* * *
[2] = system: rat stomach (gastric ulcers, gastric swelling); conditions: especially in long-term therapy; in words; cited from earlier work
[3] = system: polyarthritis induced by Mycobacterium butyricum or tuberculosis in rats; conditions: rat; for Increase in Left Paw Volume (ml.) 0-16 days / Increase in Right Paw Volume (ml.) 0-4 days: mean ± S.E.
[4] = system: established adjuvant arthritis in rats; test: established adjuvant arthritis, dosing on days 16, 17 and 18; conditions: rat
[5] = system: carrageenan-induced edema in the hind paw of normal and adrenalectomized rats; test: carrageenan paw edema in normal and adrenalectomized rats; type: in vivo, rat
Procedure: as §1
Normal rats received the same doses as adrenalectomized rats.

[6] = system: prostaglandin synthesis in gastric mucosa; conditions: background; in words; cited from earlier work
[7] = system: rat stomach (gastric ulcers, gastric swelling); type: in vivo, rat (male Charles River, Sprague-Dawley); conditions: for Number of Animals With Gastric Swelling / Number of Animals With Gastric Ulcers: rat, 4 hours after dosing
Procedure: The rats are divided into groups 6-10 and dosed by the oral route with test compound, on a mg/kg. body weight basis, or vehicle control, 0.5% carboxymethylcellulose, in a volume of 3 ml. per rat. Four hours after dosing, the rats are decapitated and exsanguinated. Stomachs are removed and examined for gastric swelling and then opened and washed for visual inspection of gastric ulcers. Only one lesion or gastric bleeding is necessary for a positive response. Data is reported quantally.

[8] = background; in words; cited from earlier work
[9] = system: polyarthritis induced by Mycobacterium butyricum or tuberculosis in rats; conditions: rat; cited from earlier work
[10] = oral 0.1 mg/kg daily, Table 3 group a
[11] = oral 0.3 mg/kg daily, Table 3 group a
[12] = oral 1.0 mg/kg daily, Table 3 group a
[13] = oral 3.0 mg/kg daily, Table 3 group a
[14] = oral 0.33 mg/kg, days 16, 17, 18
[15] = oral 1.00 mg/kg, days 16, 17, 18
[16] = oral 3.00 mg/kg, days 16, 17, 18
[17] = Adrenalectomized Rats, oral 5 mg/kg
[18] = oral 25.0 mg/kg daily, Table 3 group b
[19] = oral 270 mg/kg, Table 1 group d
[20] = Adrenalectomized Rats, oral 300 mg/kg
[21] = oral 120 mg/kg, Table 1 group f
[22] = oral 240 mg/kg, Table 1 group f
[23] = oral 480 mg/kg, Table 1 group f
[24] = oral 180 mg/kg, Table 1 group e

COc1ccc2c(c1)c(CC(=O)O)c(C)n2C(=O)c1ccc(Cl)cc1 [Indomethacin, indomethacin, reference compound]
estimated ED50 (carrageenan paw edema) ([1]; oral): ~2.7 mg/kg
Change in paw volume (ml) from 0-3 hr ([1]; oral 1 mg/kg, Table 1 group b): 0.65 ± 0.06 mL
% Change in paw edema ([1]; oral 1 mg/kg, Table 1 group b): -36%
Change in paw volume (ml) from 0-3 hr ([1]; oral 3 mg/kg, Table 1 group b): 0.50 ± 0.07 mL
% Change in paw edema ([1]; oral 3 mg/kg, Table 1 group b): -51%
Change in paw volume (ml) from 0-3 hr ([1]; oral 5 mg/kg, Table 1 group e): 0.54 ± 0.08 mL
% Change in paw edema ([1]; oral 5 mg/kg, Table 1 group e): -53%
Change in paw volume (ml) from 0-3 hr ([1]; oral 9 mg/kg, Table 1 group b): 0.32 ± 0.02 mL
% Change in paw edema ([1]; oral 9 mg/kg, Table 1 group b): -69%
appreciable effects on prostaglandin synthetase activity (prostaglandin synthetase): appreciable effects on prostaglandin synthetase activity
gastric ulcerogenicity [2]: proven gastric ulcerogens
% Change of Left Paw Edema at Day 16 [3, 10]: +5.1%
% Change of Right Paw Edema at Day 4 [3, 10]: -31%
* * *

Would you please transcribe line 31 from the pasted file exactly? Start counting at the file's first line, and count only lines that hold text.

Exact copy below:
Change in paw volume (ml) from 0-3 hr ([1]; oral 3 mg/kg, Table 1 group b): 0.50 ± 0.07 mL